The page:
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Mindcraft 17: Eske Rex & Maria Mengel

For this year’s Mindcraft exhibition – Milan Design Week: 4 to 9 April – celebrated Danish duo, Eske Rex and Maria Mengel, debuts Day Bed; an exploration of the transition from sleep to activity, time spent traveling, and how both contemporary conditions can be expressed in the formal reference of the rising sun.

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Everyone knows that time is tricky but how does it actually affect our daily routines, working processes and ever-changing surroundings? For this year’s edition of Mindcraft – mounted by the Danish Arts Foundation during Milan Design Week: 4-9 April – guest curator and scenographer Henrik Vibskov opted to explore a site-specific condition: how different times-of-day cast different atmospheres at the San Simpliciano Cloister; how the droves of visitors that take the Italian city by storm during this hectic week might find pause in this ephemeral haven. The architecture of the locale allows an inner courtyard to cut off from the bustle of street life; providing an ample setting to showcase commissioned projects by 18 Danish craft-led talents: Tobias Møhl, Yuki Ferdinandsen, Eske Rex & Maria Mengel, Birk Marcus Hansen, Emil Krøyer & Mads Sætter-Lassen, Anne Dorthe Vester & Maria Bruun, Kasper Kjeldgaard, Lærke Valum, Marianne Eriksen Scott-Hansen, Isabel Berglund, Hanne G, Anders Ruhwald, Christina Schou Christensen, Pernille Pontoppidan Pedersen and Carl Emil Jacobsen. 

Though specialised in various mediums: graphics, ceramics, glass, textiles, silverware, wood and marble etc., all were prompted to work with the concept of time. Celebrated polyglot Vibskov allocated each creative with a specific period in the day to consider while developing their new works. Some explored the theme by looking at how material is sourced, how age-old techniques weight up to contemporary demands, and how function can be readdressed. TLmag had the opportunity to visit many of the exhibitors’ studios in Copenhagen earlier this month. Here’s the second in a series of profiles, ahead of Milan Design Week.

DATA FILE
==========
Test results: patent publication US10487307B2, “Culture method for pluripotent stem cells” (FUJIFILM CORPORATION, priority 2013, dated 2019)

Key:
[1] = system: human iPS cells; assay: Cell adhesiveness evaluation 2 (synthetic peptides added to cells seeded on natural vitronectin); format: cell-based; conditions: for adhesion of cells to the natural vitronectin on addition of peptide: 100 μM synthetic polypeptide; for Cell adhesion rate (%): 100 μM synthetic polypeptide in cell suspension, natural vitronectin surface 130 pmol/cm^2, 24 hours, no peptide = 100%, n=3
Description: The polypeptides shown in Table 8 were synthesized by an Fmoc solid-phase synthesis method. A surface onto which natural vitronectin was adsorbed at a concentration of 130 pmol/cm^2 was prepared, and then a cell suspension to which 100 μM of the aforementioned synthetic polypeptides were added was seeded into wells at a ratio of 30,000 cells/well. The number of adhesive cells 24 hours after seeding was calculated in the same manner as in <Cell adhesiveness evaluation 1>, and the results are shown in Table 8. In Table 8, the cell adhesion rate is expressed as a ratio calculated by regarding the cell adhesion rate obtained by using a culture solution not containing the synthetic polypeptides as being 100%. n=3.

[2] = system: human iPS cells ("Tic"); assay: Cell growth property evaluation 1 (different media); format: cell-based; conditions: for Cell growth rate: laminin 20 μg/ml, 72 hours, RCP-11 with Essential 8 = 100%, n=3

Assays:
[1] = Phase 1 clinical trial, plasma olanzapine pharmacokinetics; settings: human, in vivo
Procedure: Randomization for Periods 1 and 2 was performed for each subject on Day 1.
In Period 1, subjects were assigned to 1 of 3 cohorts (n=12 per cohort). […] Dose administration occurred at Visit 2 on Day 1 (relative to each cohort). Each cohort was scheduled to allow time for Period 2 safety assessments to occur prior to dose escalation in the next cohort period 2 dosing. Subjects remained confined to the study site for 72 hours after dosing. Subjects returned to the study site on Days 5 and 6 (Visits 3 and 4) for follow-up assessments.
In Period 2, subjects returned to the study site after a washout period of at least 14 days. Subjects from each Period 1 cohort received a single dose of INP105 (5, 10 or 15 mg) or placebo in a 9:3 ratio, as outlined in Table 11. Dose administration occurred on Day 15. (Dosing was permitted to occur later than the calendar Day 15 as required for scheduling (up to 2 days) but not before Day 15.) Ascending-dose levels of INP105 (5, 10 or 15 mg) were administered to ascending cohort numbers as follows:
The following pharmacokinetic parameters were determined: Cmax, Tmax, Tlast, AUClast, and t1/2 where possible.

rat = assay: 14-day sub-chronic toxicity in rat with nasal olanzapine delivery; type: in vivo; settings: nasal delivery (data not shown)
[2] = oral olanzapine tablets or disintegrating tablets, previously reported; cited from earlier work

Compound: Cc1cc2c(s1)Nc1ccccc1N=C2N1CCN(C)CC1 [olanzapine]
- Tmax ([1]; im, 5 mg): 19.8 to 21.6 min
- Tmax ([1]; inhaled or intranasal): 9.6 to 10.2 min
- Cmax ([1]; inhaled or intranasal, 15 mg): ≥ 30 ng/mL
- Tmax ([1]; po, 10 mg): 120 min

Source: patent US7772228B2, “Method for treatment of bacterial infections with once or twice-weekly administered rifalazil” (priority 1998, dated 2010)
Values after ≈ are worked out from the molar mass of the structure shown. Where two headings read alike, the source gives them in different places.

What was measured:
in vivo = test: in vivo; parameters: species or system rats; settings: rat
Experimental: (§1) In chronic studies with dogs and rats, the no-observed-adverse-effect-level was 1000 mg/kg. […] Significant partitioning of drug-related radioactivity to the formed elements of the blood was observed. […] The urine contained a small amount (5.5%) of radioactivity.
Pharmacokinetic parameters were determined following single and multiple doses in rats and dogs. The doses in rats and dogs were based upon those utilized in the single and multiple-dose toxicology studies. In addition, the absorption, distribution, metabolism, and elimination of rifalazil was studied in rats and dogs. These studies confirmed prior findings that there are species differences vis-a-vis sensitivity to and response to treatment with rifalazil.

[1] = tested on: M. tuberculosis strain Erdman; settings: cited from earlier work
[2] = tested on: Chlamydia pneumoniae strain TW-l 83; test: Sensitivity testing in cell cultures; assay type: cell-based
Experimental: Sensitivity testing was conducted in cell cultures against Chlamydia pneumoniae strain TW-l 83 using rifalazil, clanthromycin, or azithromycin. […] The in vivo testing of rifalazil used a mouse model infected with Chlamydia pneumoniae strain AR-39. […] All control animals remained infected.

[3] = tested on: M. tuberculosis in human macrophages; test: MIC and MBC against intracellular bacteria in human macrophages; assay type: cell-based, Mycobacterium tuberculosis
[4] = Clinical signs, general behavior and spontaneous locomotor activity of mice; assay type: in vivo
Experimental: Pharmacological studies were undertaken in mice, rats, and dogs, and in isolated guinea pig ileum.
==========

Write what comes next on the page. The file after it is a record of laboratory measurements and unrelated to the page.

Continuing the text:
Renowned designers-cum-craftspeople Eske Rex and Maria Mengel were given the timeframe of 03:57:00 to 05:00:00. Both set their alarm clocks accordingly to develop initial sketches. Considering that this segment of the day (in many parts of Northern Europe during the Spring and Summer) marks the shift from night to day, the duo were reminded of having to get up early to catch a flight. Equating the displacement of travel to the transition from sleeping to waking hours, they conceived Day Bed. Playing on the symbolic connations of the sun as it rises, Mengel and Rex employed the spherical qualities of this celestial body to form concave recesses in the Swedish Pinewood planks that mass this work. These contrastingly curvaceous cavities cast their own shadows and in all cases, are divided by a sharp cut; emulating the horizon. A Judd-esque sculpture yet furniture piece, Day Bed establishes a user-centric tension between horizontal rest and vertical activity. Combining the cabinetmaking mastery of Rex with the Mengel’s architectural sensibility, this latest collaborative work is the largest in scale yet.

Sun Bed_Eske_Rex_ And_Maria_Mengel

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